W3C home > Mailing lists > Public > www-qa-wg@w3.org > January 2004

Re: RDF Core test driven development and QA Test Doc

From: <david_marston@us.ibm.com>
Date: Wed, 7 Jan 2004 12:01:14 -0500
To: Sandro Hawke <sandro@w3.org>, www-qa-wg@w3.org
Cc: Jeremy Carroll <jjc@hplb.hpl.hp.com>
Message-ID: <OFE4EEE7E7.441BFE28-ON85256E14.005C651F@lotus.com>

DM>> "Checkpoint 1.3. For each class of product the WG intends to
DM>>specify, determine and document the testing approach to be used for
DM>>its conformance test suite."

SH>Ah, but RDF Core chose to not define the products being tested,...

How did you demonstrate the existence of more than one conformant (and
presumably interoperable) implementations?

SH>WebOnt decided to define only some of the products...

This fits the way QAWG handles it. You don't need to define conformance
criteria for every product that may handle some aspect of what you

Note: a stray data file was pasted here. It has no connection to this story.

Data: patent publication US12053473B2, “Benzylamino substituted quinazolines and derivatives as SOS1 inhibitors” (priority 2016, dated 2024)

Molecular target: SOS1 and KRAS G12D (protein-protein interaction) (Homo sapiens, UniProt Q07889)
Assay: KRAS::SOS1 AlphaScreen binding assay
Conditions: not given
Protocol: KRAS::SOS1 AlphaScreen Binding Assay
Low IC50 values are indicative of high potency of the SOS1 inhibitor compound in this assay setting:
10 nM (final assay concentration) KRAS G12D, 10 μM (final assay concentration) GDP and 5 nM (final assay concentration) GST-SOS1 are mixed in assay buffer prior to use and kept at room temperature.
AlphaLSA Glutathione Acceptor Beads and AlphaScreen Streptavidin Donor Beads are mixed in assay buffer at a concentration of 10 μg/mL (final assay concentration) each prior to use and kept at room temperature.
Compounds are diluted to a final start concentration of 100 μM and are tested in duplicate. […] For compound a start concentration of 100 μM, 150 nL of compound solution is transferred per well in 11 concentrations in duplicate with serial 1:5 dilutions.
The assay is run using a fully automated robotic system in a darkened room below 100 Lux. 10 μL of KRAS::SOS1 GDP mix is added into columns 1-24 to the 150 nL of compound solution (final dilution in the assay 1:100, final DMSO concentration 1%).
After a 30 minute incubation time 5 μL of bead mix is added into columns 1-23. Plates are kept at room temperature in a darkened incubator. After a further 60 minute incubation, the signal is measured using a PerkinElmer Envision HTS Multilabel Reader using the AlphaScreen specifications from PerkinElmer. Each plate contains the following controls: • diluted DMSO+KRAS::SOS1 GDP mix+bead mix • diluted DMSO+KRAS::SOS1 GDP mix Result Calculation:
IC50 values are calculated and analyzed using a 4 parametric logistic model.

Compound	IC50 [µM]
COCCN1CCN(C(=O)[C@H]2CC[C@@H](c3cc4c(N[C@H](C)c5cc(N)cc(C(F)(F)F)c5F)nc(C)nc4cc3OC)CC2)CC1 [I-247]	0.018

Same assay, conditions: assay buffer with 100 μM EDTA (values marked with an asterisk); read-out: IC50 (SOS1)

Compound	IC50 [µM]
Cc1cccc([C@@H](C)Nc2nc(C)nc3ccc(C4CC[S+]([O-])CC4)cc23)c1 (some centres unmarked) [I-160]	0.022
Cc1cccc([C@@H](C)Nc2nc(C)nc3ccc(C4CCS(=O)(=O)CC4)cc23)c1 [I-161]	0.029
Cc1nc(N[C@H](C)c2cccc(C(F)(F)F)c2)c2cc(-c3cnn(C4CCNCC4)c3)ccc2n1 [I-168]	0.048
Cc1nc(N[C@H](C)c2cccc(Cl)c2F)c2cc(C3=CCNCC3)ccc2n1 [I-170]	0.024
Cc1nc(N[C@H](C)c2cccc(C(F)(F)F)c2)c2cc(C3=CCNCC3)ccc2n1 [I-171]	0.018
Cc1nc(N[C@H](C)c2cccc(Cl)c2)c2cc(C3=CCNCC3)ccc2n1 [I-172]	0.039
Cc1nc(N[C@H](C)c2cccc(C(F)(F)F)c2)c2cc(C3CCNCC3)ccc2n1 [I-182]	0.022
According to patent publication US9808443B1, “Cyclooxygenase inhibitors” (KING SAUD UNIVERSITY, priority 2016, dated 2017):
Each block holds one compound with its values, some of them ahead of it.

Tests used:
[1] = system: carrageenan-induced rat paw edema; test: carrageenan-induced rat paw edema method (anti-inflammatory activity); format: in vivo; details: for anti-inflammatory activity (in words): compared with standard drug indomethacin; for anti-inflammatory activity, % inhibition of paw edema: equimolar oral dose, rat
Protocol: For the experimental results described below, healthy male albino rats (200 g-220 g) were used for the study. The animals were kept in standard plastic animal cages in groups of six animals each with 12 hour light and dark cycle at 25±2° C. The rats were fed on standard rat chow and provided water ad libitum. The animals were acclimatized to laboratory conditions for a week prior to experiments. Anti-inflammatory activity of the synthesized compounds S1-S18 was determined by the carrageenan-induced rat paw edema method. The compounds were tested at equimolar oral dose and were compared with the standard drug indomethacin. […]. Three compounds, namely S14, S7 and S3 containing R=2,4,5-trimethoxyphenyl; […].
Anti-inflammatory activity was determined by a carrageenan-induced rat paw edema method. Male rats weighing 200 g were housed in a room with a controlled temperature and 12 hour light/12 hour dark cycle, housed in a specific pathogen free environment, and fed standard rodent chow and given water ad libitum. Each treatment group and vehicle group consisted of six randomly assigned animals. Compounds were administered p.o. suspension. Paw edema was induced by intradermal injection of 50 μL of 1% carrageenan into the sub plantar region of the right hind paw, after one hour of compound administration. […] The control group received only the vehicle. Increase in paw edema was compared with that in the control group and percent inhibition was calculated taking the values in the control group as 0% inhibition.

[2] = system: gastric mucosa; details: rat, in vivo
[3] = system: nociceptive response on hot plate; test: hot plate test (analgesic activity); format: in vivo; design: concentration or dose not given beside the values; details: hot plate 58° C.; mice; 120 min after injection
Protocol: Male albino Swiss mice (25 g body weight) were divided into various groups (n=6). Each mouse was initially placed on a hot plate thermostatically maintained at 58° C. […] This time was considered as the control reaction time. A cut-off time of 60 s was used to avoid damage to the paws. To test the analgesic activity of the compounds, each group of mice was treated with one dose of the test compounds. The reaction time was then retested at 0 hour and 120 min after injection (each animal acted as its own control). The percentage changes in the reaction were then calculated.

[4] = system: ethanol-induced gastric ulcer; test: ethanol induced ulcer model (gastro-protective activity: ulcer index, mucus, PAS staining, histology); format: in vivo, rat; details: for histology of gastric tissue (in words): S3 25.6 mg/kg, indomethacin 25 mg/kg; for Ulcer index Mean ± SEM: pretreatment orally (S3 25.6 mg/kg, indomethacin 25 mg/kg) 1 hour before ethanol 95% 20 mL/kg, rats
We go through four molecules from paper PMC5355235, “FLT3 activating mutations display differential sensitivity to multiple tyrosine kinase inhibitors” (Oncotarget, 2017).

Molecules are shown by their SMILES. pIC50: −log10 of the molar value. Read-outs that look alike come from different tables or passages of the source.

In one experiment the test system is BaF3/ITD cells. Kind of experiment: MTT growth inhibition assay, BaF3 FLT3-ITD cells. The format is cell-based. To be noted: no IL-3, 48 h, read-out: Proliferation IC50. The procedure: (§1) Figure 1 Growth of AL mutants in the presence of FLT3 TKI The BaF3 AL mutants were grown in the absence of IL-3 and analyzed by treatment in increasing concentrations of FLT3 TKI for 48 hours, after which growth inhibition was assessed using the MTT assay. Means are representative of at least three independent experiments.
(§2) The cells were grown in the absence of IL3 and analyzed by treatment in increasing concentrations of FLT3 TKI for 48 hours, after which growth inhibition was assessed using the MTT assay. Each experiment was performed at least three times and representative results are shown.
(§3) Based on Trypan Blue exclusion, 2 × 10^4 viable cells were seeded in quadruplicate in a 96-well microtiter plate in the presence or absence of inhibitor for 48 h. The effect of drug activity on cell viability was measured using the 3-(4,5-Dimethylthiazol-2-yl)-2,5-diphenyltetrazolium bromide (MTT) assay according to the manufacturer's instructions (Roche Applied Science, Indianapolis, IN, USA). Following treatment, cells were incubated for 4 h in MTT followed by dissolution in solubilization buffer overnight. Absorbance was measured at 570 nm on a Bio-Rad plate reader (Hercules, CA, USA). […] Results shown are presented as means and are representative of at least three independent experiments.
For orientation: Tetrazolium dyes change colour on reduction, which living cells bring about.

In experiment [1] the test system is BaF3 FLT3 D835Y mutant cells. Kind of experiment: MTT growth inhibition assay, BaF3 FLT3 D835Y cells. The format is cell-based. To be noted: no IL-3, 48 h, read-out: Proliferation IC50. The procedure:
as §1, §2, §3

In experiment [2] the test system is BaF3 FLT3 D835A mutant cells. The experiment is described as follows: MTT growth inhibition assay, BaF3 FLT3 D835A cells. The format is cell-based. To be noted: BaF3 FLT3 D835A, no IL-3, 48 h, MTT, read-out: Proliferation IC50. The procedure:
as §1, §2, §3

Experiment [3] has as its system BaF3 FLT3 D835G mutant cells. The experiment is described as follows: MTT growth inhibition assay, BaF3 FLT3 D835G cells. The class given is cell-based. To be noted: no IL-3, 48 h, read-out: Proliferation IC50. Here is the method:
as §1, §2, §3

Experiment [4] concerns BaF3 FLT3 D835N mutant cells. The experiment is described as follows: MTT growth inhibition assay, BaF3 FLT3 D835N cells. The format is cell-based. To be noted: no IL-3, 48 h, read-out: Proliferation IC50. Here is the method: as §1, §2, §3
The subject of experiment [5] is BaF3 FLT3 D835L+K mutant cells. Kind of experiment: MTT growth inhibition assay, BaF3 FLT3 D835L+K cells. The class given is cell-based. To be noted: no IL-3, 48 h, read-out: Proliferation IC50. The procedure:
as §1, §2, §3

specify, just those that represent the realization of your goals. The
most common example is that many specs have some XML dialect but don't
impose any requirements on editors that compose the XML.

SH>I'm not sure their reasoning, but I'm fairly comfortable with it by
>analogy to HTML.  It makes sense to define the language and recognize
>full well that you don't know all the kinds of processors there might
>be for it.

My HTML analogy: you prove the interop by having several compatible
user agents (browsers), so the spec defines what the user agent must
do, in broad terms, when it is given a defined element (e.g., <a>).
HTML editors and other tools need not be addressed. If you don't try
to have various browser implementations do the "same" thing with an
<a> element, what was the point of specifying standard HTML? The
expectation of behavior of <a> was set by the WG.
.................David Marston
Received on Wednesday, 7 January 2004 12:02:32 UTC

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